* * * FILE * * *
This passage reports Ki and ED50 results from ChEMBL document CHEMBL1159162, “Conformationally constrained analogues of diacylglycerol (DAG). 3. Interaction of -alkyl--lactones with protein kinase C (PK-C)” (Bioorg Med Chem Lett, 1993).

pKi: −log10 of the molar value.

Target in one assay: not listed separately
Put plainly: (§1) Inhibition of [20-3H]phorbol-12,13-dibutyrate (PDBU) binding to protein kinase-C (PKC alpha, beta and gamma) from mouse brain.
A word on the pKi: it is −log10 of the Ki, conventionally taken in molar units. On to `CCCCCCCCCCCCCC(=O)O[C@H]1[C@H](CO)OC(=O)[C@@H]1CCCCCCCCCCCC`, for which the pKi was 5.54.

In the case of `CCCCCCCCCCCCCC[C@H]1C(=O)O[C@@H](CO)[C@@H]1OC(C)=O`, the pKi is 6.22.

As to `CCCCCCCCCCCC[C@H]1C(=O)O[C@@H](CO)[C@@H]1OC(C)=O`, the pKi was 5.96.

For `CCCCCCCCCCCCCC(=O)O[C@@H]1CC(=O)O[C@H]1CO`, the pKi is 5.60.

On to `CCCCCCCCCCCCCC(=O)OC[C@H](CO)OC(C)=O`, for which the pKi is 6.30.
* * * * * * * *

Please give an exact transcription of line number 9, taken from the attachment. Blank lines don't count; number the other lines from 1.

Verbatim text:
On to `CCCCCCCCCCCCCC(=O)OC[C@H](CO)OC(C)=O`, for which the pKi is 6.30.